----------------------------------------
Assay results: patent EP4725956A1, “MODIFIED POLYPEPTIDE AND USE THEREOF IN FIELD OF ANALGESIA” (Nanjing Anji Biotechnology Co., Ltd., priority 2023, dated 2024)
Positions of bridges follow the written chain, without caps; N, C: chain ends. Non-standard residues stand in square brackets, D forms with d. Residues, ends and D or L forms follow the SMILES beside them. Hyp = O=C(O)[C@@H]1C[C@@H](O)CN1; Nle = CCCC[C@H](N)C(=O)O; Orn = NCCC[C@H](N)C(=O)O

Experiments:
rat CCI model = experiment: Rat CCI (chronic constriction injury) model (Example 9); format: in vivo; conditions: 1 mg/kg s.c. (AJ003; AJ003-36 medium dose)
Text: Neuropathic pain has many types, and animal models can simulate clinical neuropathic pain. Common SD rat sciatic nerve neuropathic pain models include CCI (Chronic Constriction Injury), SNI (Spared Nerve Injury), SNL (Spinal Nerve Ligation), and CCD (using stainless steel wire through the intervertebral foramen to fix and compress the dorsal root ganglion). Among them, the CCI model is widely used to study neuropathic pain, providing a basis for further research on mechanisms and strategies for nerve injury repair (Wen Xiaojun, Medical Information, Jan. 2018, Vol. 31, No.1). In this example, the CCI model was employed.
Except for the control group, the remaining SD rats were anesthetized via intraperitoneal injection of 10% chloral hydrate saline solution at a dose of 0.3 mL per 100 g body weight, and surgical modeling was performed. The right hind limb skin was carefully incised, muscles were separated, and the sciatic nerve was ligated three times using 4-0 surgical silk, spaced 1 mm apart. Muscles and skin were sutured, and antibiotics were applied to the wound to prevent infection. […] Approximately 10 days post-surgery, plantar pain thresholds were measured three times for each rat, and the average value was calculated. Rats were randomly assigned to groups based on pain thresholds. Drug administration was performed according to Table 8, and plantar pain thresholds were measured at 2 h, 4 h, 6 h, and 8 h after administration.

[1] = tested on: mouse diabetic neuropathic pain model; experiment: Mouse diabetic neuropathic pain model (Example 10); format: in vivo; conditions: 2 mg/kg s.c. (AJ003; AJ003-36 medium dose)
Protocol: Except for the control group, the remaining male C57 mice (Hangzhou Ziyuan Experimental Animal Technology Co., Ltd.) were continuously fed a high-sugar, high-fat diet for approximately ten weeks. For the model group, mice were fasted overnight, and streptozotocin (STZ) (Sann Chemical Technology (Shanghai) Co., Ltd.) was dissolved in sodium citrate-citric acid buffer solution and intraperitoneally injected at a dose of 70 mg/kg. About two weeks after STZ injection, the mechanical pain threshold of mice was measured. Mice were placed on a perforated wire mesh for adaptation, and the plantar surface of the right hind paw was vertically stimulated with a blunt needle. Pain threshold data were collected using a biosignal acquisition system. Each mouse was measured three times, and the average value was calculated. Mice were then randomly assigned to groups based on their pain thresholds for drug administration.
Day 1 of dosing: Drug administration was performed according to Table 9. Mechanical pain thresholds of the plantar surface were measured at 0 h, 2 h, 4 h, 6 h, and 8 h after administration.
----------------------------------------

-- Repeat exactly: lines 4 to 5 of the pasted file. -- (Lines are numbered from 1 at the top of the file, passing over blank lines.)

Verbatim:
rat CCI model = experiment: Rat CCI (chronic constriction injury) model (Example 9); format: in vivo; conditions: 1 mg/kg s.c. (AJ003; AJ003-36 medium dose)
Text: Neuropathic pain has many types, and animal models can simulate clinical neuropathic pain. Common SD rat sciatic nerve neuropathic pain models include CCI (Chronic Constriction Injury), SNI (Spared Nerve Injury), SNL (Spinal Nerve Ligation), and CCD (using stainless steel wire through the intervertebral foramen to fix and compress the dorsal root ganglion). Among them, the CCI model is widely used to study neuropathic pain, providing a basis for further research on mechanisms and strategies for nerve injury repair (Wen Xiaojun, Medical Information, Jan. 2018, Vol. 31, No.1). In this example, the CCI model was employed.